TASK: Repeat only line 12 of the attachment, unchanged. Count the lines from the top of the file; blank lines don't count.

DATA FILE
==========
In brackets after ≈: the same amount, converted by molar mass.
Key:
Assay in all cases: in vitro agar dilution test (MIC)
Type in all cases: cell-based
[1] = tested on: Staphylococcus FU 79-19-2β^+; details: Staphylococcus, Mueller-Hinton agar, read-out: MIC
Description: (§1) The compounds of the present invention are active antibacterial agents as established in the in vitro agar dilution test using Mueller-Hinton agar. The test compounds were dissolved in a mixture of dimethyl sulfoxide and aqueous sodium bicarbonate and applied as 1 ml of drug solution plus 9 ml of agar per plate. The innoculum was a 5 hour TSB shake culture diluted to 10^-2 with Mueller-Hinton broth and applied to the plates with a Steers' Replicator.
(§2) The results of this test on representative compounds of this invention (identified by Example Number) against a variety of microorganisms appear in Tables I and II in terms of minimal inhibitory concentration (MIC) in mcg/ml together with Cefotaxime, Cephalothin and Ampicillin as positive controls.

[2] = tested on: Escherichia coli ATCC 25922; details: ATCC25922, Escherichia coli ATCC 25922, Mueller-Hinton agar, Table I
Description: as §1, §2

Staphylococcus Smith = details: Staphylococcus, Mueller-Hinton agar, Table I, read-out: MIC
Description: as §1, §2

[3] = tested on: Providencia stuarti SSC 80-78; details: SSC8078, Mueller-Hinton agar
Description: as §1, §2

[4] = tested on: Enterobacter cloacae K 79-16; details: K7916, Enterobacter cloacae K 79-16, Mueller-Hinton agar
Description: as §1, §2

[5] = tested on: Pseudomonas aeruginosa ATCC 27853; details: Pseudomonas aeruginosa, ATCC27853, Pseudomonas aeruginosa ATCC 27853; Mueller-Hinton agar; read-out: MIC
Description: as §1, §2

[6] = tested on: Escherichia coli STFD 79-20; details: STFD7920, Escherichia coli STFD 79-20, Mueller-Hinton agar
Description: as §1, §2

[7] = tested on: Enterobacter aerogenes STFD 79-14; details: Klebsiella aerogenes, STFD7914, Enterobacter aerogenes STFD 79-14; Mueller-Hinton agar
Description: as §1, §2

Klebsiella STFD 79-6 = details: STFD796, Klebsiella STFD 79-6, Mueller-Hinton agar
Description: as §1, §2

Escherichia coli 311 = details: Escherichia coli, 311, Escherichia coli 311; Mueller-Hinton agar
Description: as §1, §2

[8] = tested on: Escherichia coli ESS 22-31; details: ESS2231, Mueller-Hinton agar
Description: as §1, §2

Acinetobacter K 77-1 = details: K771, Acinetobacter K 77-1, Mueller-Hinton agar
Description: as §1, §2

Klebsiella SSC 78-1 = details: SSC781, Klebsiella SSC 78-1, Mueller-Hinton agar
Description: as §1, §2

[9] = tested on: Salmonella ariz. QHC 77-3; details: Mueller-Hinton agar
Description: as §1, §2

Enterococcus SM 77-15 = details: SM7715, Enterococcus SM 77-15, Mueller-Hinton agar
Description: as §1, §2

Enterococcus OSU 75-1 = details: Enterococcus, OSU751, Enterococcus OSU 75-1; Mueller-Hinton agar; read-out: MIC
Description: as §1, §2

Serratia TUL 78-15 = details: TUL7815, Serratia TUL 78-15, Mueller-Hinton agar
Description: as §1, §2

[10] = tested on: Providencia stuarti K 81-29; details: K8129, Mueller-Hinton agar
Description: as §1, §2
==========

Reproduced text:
[3] = tested on: Providencia stuarti SSC 80-78; details: SSC8078, Mueller-Hinton agar